For the Week of March 18, 2019
Stocks rose Friday and posted strong weekly gains. The S&P achieved its best weekly advance since Nov. 30. The three major indexes have all risen more than 10 percent each in 2019. For the week, the Dow rose 1.64 percent to close at 25,848.87. The S&P gained 2.95 percent to finish at 2,822.48, and the NASDAQ climbed 3.78 percent to end the week at 7,688.53.
|Returns Through 3/15/19||1 Week||YTD||1 Year||3 Year||5 Year|
|Dow Jones Industrials (TR)||1.64||11.47||6.35||17.22||12.68|
|NASDAQ Composite (PR)||3.78||15.87||2.76||17.59||12.61|
|S&P 500 (TR)||2.95||13.11||4.80||14.17||11.19|
|Barclays US Agg Bond (TR)||0.23||1.72||3.72||2.02||2.46|
|MSCI EAFE (TR)||2.80||10.46||-5.00||7.85||3.00|
Source: Morningstar.com. *Past performance is no guarantee of future results. Indexes are unmanaged and cannot be invested into directly. Three- and five-year returns are annualized. The Dow Jones Industrials, MSCI EAFE, Barclays US Agg Bond and S&P, excluding “1 Week” returns, are based on total return, which is a reflection of return to an investor by reinvesting dividends after the deduction of withholding tax. The NASDAQ is based on price return, which is the capital appreciation of the portfolio, excluding income generated by the assets in the portfolio in the form of interest and dividends. (TR) indicates total return. (PR) indicates price return. MSCI EAFE returns stated in U.S. dollars.
No Doctor Needed — Roughly 25 percent of Americans neither had claims for any health care service (i.e., they did not see a doctor or visit a clinic) nor filled a drug prescription in 2017 (source: Health Care Cost Institute, BTN Research).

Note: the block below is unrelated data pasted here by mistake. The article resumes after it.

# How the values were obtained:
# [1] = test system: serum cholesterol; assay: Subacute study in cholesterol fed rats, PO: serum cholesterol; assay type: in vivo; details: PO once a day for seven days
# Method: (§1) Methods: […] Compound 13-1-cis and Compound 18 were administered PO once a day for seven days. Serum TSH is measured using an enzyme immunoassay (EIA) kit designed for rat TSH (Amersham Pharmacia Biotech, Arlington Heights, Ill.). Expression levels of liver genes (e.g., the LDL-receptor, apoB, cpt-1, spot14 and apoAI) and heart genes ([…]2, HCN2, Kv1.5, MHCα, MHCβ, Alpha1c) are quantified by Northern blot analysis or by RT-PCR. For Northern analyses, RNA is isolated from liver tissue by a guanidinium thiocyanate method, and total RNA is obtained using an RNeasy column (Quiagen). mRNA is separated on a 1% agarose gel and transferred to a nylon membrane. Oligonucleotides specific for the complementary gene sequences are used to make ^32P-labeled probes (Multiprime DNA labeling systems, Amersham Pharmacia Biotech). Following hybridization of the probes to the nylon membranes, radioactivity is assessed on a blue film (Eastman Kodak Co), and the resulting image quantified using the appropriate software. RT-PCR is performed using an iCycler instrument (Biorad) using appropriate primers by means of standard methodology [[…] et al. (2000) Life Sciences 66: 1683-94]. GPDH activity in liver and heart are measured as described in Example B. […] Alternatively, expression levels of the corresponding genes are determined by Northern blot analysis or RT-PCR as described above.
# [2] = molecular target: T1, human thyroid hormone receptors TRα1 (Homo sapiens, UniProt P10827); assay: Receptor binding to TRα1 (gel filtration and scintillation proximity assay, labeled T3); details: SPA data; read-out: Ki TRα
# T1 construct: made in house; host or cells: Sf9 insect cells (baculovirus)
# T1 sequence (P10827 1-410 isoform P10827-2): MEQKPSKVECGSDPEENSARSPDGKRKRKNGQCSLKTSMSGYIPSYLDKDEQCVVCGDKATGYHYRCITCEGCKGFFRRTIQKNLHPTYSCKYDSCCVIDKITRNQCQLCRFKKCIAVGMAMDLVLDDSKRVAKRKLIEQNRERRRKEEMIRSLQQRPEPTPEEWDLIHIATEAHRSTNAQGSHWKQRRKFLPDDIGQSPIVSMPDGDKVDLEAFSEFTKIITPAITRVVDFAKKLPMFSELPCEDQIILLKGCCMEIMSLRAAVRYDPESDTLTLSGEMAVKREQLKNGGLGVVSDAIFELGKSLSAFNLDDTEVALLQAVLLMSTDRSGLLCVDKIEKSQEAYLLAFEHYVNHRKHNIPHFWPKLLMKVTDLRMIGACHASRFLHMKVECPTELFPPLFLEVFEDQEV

Coming Soon? — Ten percent of 281 economists surveyed in February 2019 believe the United States will be in a recession by Dec. 31, 2019. Forty-two percent believe a recession will have started by Dec. 31, 2020 (source: National Association for Business Economics, BTN Research).
Bull Market Year-By-Year — The bull market for the S&P 500 reached 10 years in length as of the close of trading on Friday, March 8, having gained 400.1 percent over the period. Out of the 10 years, the two best years were the first (up 72.3 percent and the fifth (up 23.7 percent). The two worst years were the seventh (down 2.2 percent) and the 10th (up 0.4 percent). Each of the annual returns are total return results, which include the impact of reinvested dividends (source: BTN Research).
WEEKLY FOCUS – Ease Inflation’s Impact On Your Savings
Even if your portfolio’s value has steadily grown during this bull market, it’s important to consider the impact inflation will have on your investments between now and the day you withdraw those funds.
Inflation is a decrease in your money’s purchasing power due to rising prices. You might remember when gas was just 50 cents a gallon. Back then, a dollar went farther than today. So, it’s safe to assume your savings will have less spending power in the future. To ease the impact of inflation, consider taking steps, such as: